The Energy of Being in the Moment

I found a way of walking on air with prednisone this past week. It has been more mindful than you might think. And groundlessness was the key.

I would not have suspected that prednisone would provide yet another perspective on Pema Chödrön’s teaching of groundlessness.

In other words, work with the reality I have–be and stay present. Not something I had ever tried with a prednisone increase to reset rather than rejuvenate my body.

Initially, being present seemed counterintuitive. Why not go with the energy and have a few days of doing things like everyone else? Was that not being in the moment?

Not a one of us gets life full-blown forever. No one light shines without going dark. And even if it did, our appreciation would go blind.

Life is never about going back. It turns on a dime. Whether it stays on edge or lands on heads/tails, it is a new tale to tell every turn.

I remembered why I finally turned to meditation as a serious practice. I had no place else to go, nothing else to try. I wanted meditation to be a panacea but nothing is in isolation.

Some days, there is a clarity in meditation for which I have only the experience–no words. Other days, the thought chatter reduces me to tears.

I no longer show up with expectations.

It is the only way to wake up in a dark night of the soul and find a sliver of light. What else is the present moment other than a single sliver, just enough to light the night.

Some days stay all but dark. In this world, to get up in the morning is an act of courage for anyone. Life is not a Pollyanna prance.

What is more frightening than being in the moment? In other words, what I feared most about being in the moment was being in the moment.

But each day is all I ever have. Yesterday is gone, tomorrow a mere maybe. Both are mucky lands of “what if.”

It is only in the present that I settle into groundlessness. No thing and no one stays. The fabric of life–of what we take hold–is its impermanent experience. Maybe that is magic. I don’t know.

I once believed there to be a bit of magic in prednisone. After all, its possibilities seemed endless because energy is just that—endless. But I am finite.

This past week’s increase in prednisone has been unlike any other for me. It did not start out that way.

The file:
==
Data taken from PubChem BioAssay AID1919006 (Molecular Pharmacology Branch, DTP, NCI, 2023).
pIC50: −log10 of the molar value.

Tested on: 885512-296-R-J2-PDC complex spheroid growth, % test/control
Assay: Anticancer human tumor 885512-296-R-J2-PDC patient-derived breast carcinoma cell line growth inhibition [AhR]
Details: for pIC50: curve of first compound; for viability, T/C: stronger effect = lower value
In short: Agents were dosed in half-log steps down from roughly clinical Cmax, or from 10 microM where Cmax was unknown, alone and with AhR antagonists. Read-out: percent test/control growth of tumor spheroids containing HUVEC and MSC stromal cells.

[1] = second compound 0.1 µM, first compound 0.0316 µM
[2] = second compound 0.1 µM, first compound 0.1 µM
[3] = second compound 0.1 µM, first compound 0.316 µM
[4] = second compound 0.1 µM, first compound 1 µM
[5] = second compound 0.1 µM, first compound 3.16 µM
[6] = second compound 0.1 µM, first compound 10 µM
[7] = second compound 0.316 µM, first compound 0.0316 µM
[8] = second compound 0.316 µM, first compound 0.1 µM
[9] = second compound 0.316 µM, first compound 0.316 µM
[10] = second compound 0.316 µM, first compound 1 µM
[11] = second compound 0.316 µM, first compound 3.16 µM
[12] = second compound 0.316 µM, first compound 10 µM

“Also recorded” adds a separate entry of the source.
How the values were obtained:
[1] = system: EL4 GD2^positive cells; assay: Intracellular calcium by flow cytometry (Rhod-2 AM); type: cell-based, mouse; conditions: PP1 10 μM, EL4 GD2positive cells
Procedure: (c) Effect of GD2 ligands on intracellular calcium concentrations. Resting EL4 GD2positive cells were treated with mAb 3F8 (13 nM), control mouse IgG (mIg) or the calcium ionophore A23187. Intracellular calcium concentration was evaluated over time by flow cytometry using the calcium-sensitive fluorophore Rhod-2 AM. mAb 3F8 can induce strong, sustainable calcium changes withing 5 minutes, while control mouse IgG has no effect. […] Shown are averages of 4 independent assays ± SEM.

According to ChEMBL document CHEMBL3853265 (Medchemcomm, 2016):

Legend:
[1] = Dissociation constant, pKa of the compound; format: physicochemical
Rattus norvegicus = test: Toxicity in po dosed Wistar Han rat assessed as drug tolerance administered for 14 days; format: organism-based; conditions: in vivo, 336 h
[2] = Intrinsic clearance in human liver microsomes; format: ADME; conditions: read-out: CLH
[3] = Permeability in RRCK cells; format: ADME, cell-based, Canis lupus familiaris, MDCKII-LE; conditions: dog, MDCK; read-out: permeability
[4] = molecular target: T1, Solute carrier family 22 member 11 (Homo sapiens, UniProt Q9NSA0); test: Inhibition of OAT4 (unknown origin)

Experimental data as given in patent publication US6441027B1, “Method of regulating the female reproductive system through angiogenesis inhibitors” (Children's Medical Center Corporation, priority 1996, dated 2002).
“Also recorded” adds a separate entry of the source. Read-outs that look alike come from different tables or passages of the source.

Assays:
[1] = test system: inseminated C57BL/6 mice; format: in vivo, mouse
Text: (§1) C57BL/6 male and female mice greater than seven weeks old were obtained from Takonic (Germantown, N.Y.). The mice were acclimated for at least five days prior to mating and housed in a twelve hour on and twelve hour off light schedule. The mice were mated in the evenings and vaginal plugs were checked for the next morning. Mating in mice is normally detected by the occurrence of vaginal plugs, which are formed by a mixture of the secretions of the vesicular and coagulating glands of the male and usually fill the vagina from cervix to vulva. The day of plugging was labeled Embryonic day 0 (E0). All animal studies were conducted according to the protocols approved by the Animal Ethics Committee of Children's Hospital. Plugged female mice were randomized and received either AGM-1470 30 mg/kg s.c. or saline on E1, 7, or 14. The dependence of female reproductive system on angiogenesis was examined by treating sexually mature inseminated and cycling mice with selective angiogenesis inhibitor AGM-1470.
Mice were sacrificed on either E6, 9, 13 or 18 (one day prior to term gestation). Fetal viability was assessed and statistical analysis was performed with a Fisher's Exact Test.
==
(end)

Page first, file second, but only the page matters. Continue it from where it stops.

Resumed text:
Old behaviors kicked in immediately. Within hours, I was anywhere but the present, my thoughts spinning with the possibilities of a six-day energy spree.

That kind of energy is so seductive, rather like chocolate. And too much of a good thing is just that. If meditation has taught me anything, it has taught me the power of pause.

I could exhaust myself with energy and at the end of six days, be in worse shape than when I started. Just a mere sliver of light that moment but it seemed a beacon.

That is how mindfulness rolls, a singular sweep of the scene, weaving one moment into another. An undulating tapestry. A web without a weaver.

Safe for Anyone?

Why not be content with a slice of life? Why is a moment not a sufficient feast?

Experience has taught me the moment is all I have, and it is more than enough. Yet, my ego remains suspicious. It believes there is more.

Byron Katie said, “when you want nothing from anyone else, you’re safe for anyone to be with, including yourself.”

Michael A Singer wrote that when we understand the world is merely something of which to be aware, then “the world will let us be who we are.”

In other words, go groundless, as Pema Chödrön calls it. Trust in myself and get comfortable with “getting tossed around with right and wrong.” Sit down in the “seat of self” (Singer).

I do manage to do that, from time to time, and when I do, my view of the world is completely changed. Whether in or out of the meditative state, in these moments I am who I am, and the world responds in kind.

It’s not pure, this awareness, just an evenness of mind. The banquet laid before me is more than I could ever imagine. This state stays until I try to hold onto it. The mere attempt at attachment and it evaporates.

My mind returns to ping-pong between the future and past regarding this and that. It whirs, images blur. What was clear and calm is chaos. And I begin to want, again.

Trusting in groundlessness seems impossible, yet how can I not?

Experience has taught me there is a point of balance in each day, no matter how pervasive the impossible. It is mine to find the fulcrum and respond with adjustments.

I have a greater appreciation of the unique, accepting that no day ever repeats. I’m grateful for that. Somehow, it lessens my fear that I am not enough.